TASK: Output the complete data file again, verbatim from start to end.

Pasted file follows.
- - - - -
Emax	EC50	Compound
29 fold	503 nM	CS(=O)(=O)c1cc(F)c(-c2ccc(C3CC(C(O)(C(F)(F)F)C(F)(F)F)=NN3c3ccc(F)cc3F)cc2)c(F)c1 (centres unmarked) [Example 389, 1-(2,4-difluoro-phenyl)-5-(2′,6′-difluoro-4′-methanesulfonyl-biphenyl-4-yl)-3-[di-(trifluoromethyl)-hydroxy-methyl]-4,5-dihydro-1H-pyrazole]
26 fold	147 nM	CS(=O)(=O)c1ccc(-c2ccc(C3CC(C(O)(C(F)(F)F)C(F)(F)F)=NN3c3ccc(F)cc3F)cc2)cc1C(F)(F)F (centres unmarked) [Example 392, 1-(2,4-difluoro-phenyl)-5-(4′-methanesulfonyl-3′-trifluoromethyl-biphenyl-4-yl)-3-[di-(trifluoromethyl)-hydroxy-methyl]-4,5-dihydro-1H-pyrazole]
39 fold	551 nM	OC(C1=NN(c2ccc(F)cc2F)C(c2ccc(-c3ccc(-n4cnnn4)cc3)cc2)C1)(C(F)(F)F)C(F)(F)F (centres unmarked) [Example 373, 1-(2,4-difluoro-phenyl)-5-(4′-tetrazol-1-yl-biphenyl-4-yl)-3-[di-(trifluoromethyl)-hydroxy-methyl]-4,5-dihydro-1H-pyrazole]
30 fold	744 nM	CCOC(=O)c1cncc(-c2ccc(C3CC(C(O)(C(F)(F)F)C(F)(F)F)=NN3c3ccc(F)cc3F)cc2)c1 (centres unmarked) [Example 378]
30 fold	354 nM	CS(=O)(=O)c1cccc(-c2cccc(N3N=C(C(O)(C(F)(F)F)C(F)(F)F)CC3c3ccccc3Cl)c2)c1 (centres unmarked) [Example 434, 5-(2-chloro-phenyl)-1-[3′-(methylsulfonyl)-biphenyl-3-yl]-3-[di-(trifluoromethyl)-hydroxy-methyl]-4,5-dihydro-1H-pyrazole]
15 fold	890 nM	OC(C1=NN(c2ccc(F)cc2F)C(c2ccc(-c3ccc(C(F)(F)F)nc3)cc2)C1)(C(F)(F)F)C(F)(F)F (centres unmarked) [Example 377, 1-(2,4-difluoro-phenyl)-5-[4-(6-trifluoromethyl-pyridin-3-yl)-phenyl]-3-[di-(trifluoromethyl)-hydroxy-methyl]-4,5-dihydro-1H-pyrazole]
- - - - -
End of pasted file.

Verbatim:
Emax	EC50	Compound
29 fold	503 nM	CS(=O)(=O)c1cc(F)c(-c2ccc(C3CC(C(O)(C(F)(F)F)C(F)(F)F)=NN3c3ccc(F)cc3F)cc2)c(F)c1 (centres unmarked) [Example 389, 1-(2,4-difluoro-phenyl)-5-(2′,6′-difluoro-4′-methanesulfonyl-biphenyl-4-yl)-3-[di-(trifluoromethyl)-hydroxy-methyl]-4,5-dihydro-1H-pyrazole]
26 fold	147 nM	CS(=O)(=O)c1ccc(-c2ccc(C3CC(C(O)(C(F)(F)F)C(F)(F)F)=NN3c3ccc(F)cc3F)cc2)cc1C(F)(F)F (centres unmarked) [Example 392, 1-(2,4-difluoro-phenyl)-5-(4′-methanesulfonyl-3′-trifluoromethyl-biphenyl-4-yl)-3-[di-(trifluoromethyl)-hydroxy-methyl]-4,5-dihydro-1H-pyrazole]
39 fold	551 nM	OC(C1=NN(c2ccc(F)cc2F)C(c2ccc(-c3ccc(-n4cnnn4)cc3)cc2)C1)(C(F)(F)F)C(F)(F)F (centres unmarked) [Example 373, 1-(2,4-difluoro-phenyl)-5-(4′-tetrazol-1-yl-biphenyl-4-yl)-3-[di-(trifluoromethyl)-hydroxy-methyl]-4,5-dihydro-1H-pyrazole]
30 fold	744 nM	CCOC(=O)c1cncc(-c2ccc(C3CC(C(O)(C(F)(F)F)C(F)(F)F)=NN3c3ccc(F)cc3F)cc2)c1 (centres unmarked) [Example 378]
30 fold	354 nM	CS(=O)(=O)c1cccc(-c2cccc(N3N=C(C(O)(C(F)(F)F)C(F)(F)F)CC3c3ccccc3Cl)c2)c1 (centres unmarked) [Example 434, 5-(2-chloro-phenyl)-1-[3′-(methylsulfonyl)-biphenyl-3-yl]-3-[di-(trifluoromethyl)-hydroxy-methyl]-4,5-dihydro-1H-pyrazole]
15 fold	890 nM	OC(C1=NN(c2ccc(F)cc2F)C(c2ccc(-c3ccc(C(F)(F)F)nc3)cc2)C1)(C(F)(F)F)C(F)(F)F (centres unmarked) [Example 377, 1-(2,4-difluoro-phenyl)-5-[4-(6-trifluoromethyl-pyridin-3-yl)-phenyl]-3-[di-(trifluoromethyl)-hydroxy-methyl]-4,5-dihydro-1H-pyrazole]